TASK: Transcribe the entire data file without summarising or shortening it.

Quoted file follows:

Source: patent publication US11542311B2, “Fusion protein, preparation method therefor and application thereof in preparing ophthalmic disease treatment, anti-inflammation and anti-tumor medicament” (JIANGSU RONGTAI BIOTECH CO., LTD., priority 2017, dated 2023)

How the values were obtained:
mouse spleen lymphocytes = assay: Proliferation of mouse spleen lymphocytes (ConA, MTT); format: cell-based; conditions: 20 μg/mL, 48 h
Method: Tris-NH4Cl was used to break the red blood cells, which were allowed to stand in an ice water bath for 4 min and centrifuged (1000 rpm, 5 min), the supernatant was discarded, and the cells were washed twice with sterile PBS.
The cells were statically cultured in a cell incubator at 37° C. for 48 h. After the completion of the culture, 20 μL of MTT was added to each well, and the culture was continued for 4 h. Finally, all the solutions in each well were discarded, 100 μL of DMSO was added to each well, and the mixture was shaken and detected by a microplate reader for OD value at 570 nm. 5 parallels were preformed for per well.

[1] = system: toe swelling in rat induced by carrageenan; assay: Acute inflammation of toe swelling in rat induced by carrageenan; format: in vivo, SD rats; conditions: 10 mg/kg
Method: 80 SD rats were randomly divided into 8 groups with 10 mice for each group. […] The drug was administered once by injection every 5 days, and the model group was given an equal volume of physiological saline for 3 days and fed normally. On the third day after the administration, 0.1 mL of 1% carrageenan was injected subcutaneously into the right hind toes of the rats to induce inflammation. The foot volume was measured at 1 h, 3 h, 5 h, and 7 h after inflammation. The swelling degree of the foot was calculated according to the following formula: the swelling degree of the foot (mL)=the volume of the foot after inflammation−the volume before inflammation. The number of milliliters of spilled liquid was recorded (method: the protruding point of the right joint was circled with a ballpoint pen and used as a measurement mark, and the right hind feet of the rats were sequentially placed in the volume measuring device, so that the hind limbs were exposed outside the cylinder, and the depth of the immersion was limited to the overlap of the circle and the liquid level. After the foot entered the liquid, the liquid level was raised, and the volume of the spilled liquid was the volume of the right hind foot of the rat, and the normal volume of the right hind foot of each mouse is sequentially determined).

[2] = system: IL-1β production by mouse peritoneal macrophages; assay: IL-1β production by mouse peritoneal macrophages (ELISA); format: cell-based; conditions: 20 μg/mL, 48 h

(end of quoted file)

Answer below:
Source: patent publication US11542311B2, “Fusion protein, preparation method therefor and application thereof in preparing ophthalmic disease treatment, anti-inflammation and anti-tumor medicament” (JIANGSU RONGTAI BIOTECH CO., LTD., priority 2017, dated 2023)

How the values were obtained:
mouse spleen lymphocytes = assay: Proliferation of mouse spleen lymphocytes (ConA, MTT); format: cell-based; conditions: 20 μg/mL, 48 h
Method: Tris-NH4Cl was used to break the red blood cells, which were allowed to stand in an ice water bath for 4 min and centrifuged (1000 rpm, 5 min), the supernatant was discarded, and the cells were washed twice with sterile PBS.
The cells were statically cultured in a cell incubator at 37° C. for 48 h. After the completion of the culture, 20 μL of MTT was added to each well, and the culture was continued for 4 h. Finally, all the solutions in each well were discarded, 100 μL of DMSO was added to each well, and the mixture was shaken and detected by a microplate reader for OD value at 570 nm. 5 parallels were preformed for per well.

[1] = system: toe swelling in rat induced by carrageenan; assay: Acute inflammation of toe swelling in rat induced by carrageenan; format: in vivo, SD rats; conditions: 10 mg/kg
Method: 80 SD rats were randomly divided into 8 groups with 10 mice for each group. […] The drug was administered once by injection every 5 days, and the model group was given an equal volume of physiological saline for 3 days and fed normally. On the third day after the administration, 0.1 mL of 1% carrageenan was injected subcutaneously into the right hind toes of the rats to induce inflammation. The foot volume was measured at 1 h, 3 h, 5 h, and 7 h after inflammation. The swelling degree of the foot was calculated according to the following formula: the swelling degree of the foot (mL)=the volume of the foot after inflammation−the volume before inflammation. The number of milliliters of spilled liquid was recorded (method: the protruding point of the right joint was circled with a ballpoint pen and used as a measurement mark, and the right hind feet of the rats were sequentially placed in the volume measuring device, so that the hind limbs were exposed outside the cylinder, and the depth of the immersion was limited to the overlap of the circle and the liquid level. After the foot entered the liquid, the liquid level was raised, and the volume of the spilled liquid was the volume of the right hind foot of the rat, and the normal volume of the right hind foot of each mouse is sequentially determined).

[2] = system: IL-1β production by mouse peritoneal macrophages; assay: IL-1β production by mouse peritoneal macrophages (ELISA); format: cell-based; conditions: 20 μg/mL, 48 h